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Seeking a private guide for Auschwitz

Hello!
This summer my husband, and girls (16 and 14) will be going to Krakow and we're seeking a really, really good private guide for Auschwitz. We had an extraordinary private guide at Terizin a few years ago (his name is Pavel Batel and he's the best guide we've ever had and worth booking as soon as you book a trip to Prague) and we're looking for someone similar for Auschwitz. Any recommendations are welcome!
Thanks!
-Betsy

Posted by
187 posts

Auschwitz only allows their own guides to conduct tours within the site. You need to go to their website and sign up for a tour ahead of time. (It is possible to go into the camp on your own, but only very early or very late in the day, unless things have changed since we were there.) We hired a private driver (not a guide) to get us to the camp and he was helpful in getting us past the long line and into the camp (with our pre-reservation.) Once there, he waited in the parking area as we took the tour led by an Auschwitz-licensed guide. She was excellent and, I think because they carefully choose, train and supervise these guides, that is the norm. She was very dedicated to the memory of what happened there.

There are also many companies in Krakow that organize bus trips to Auschwitz and these trips include the guided tour there. Again, the bus company does not guide the tour itself, but puts you into the hands of a licensed guide. You can find these companies online. You can also just take a regular bus there - I have heard this is cheap and easy. If you do this, be sure to have your tickets for the camp tour- they often sell-out. (Do not take a train. It leaves you off quite far from the camp.)

The Auschwitz tour guide took us through the first camp (Auschwitz), then gave us a little break, then took us on a shuttle to the second camp (Birkenau) and gave us some more touring. She left us there to look around on our own and take the shuttle back when we were ready. You can actually walk between the two camps, but Poland was having an extreme heat wave (almost 100 degrees) so we were grateful for the transportation.

Rick Steve’s guidebook on Warsaw, Gdansk and Krakow has extensive info on visiting Auschwitz, including a self-guided tour. Also look carefully at the info on the Auschwitz website.

Posted by
4857 posts

you must do the Birkenau part of the tour. It is where you see the iconic train platform and the barracks where the worst happened. Some people skip it, but it is the most moving part.

Posted by
345 posts

Our licensed guide at Auschwitz was also excellent. I booked our tour as soon as I knew the date we wanted to visit. Be sure to pay attention to which language the tour will be given in when you book it. Andrew Durman is an excellent guide in Krakow. (every bit as good as Pavel, who we have also used) We engaged Andrew's services for several different days while in Poland. On one of those, he drove us to Auschwitz. During the drive to Auschwitz, Andrew showed us various things along the way and gave us a lot of additional historical and background information on Poland that was extremely helpful. During your visit to Birkenau be sure to walk all the way to the rear of the camp. This is the area that was called "Canada" and it is not to be missed. After our tour of the camps, Andrew drove us to other sites close by that we would not have seen had we taken public transportation. On another day in Krakow, we hired Andrew for a day trip to Southern Poland and it truly was a highlight of our trip. Like Pavel, he books up early because he is excellent.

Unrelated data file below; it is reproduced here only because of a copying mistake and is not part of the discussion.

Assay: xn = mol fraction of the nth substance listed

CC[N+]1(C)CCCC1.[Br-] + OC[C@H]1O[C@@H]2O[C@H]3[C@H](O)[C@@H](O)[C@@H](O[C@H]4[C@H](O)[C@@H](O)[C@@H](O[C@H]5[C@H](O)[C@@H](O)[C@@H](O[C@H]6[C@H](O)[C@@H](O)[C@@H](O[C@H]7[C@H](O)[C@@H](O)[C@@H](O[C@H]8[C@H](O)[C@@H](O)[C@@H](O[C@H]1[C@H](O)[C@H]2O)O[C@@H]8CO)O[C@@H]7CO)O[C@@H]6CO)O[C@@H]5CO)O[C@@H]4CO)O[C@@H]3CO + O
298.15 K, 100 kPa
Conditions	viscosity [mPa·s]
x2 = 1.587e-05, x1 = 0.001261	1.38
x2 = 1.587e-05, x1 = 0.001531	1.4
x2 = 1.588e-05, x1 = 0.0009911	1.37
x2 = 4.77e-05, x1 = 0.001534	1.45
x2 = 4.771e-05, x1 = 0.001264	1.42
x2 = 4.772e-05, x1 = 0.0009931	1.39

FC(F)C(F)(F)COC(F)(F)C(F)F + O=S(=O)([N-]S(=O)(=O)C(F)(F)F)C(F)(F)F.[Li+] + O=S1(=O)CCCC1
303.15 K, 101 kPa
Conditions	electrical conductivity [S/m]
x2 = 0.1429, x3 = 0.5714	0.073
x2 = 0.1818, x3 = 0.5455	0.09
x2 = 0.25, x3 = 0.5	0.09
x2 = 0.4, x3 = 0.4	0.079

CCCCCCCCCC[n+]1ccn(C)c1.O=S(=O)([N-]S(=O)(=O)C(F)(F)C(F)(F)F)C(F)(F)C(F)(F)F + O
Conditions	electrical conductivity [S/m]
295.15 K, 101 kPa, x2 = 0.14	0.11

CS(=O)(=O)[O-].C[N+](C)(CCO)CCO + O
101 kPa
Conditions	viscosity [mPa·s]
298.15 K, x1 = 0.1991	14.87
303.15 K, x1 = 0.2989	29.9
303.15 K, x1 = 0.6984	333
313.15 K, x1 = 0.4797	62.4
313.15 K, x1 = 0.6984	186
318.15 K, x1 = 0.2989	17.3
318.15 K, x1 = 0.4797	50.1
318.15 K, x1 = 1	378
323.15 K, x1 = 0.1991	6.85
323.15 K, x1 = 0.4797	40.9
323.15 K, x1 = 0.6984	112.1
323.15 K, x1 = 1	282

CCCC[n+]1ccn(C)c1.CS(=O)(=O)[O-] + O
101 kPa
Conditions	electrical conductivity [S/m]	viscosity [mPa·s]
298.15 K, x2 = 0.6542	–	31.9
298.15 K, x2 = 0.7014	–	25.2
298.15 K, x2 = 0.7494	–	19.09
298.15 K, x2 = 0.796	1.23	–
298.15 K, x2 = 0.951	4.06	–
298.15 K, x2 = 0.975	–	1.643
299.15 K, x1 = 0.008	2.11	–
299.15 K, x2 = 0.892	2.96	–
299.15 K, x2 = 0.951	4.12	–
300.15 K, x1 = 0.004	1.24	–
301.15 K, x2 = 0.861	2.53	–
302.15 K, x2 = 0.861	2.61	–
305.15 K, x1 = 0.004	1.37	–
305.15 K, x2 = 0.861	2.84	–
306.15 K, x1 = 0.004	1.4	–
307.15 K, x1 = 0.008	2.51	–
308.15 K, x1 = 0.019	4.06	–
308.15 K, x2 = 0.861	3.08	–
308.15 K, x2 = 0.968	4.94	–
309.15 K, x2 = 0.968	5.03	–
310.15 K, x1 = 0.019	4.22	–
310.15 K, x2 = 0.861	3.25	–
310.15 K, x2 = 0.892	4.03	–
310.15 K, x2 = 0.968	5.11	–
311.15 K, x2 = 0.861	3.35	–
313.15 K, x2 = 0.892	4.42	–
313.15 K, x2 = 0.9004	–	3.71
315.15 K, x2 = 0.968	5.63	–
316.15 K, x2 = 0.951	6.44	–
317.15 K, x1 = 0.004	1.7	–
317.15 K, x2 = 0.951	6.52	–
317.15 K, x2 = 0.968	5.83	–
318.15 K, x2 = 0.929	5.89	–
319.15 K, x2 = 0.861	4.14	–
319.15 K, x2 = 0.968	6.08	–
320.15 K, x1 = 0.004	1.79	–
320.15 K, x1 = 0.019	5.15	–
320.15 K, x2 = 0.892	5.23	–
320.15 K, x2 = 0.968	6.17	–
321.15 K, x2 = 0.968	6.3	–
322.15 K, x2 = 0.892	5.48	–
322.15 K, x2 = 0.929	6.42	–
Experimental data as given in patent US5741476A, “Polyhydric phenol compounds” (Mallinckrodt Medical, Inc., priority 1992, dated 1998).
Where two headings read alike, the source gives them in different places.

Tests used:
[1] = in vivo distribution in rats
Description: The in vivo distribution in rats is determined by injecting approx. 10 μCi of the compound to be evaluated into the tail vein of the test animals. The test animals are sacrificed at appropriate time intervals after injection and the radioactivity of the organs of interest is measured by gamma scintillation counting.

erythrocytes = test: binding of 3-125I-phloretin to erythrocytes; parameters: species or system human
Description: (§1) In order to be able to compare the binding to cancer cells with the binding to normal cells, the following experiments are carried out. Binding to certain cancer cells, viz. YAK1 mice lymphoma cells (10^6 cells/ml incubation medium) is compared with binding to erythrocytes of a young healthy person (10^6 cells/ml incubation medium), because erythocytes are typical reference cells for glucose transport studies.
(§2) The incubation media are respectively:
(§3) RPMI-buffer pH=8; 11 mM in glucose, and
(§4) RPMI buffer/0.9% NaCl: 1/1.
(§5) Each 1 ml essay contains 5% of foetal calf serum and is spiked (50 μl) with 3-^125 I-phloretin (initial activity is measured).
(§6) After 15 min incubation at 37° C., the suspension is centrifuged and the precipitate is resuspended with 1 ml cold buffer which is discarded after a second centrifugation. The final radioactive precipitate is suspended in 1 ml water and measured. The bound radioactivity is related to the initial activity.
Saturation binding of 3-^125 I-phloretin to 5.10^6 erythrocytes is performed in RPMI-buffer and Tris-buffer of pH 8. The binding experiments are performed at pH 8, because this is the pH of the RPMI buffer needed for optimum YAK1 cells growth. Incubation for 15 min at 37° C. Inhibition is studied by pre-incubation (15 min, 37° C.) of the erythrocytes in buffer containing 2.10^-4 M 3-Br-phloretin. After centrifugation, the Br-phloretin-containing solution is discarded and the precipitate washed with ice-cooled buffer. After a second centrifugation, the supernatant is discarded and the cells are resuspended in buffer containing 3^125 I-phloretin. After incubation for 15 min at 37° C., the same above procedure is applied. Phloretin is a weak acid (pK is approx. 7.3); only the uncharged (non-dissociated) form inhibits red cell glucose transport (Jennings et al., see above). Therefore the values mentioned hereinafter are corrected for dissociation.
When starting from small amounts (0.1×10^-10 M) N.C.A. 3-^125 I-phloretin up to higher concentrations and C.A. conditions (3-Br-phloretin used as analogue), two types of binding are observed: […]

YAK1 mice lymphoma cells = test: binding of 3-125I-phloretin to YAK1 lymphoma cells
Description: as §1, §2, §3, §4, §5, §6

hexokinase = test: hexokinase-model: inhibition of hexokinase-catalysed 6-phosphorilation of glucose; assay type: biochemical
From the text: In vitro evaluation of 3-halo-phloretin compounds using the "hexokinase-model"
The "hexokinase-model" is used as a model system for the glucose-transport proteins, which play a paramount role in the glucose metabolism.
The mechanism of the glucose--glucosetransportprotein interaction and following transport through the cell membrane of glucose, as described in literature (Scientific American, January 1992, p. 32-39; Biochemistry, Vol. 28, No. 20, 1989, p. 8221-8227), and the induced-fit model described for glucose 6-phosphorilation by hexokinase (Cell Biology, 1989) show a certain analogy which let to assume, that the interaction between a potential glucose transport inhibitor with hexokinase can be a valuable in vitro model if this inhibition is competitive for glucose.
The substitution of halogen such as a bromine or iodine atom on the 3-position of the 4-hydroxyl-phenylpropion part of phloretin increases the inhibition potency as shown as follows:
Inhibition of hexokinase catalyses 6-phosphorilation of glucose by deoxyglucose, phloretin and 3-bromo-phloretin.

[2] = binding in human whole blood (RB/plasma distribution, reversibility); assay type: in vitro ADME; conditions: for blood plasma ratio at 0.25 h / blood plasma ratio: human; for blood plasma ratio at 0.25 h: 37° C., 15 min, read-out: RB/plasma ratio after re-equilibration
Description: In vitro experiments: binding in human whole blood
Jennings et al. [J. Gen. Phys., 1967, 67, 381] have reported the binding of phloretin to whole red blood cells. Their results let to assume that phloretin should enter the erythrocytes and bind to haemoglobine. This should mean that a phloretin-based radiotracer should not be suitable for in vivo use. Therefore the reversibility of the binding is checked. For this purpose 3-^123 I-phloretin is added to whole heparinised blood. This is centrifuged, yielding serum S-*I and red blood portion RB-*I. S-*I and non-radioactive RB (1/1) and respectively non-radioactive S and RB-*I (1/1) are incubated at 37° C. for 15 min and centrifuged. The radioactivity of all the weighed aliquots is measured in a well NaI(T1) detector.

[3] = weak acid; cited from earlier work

Posted by
22 posts

thank you Travel Bug!!! This is exactly what I was looking for!! someone who knows the amazing experience that is Pavel and can point me in the right direction to have a similar guide in Auschwitz!! I will be contacting Andrew right away to get on his schedule!
Thanks! loads!

Posted by
4669 posts

This is an excerpt of a recent post of mine:

Our official tour (10:15 AM) of Auschwitz/Birkenau was satisfactory, but not really “better” than you could do with a thorough reading of Rick and Krakow In Your Pocket. Auschwitz is extremely crowded, and the guides are under pressure to keep you moving through multiple barracks/museum displays. My point is that despite good training and sincere efforts, the professional (3.5 hour) tour product is simply, satisfactory. The August sun and heat were brutal, but they had at least a dozen consumer floor fans in each barracks. You should wear a sun hat that can accept a two-muff headset for the official wireless receivers. Actual tour content can vary, and I did not realize until we were done that we had omitted the outdoor international memorials (I am talking about “artwork”, particularly a brand new one by Daniel Libeskind, and not about the many individual barracks museums devoted to the various deported nationalities and ethnicities.) We also failed to hike the 1 km at Birkenau all the way to the crematorium ruins. This may have been due to the 90-degree temperatures, but I was distressed to have missed these things. The guides have a schedule to meet.
I am glad to say that they sell water and other beverages at the very limited tourist services room (“Bookstore”) at Birkenau. Both camps charge 2 Zl. for clean, well-kept toilets. It is almost impossible to have time to eat at the good Auschwitz cafeteria in the few minutes before your guide takes your group on the same shuttle bus used by independent visitors. I say by way of explanation about eating that, except for the staggeringly vast scale of the site (and crimes) at Auschwitz and Birkenau, we found our first KL visit (to Buchenwald) to be more personally upsetting. It was jarring to walk behind two 16-year olds in tiny shorts, tiny tank tops, and maribou mules! I think their mother “chose her battles.”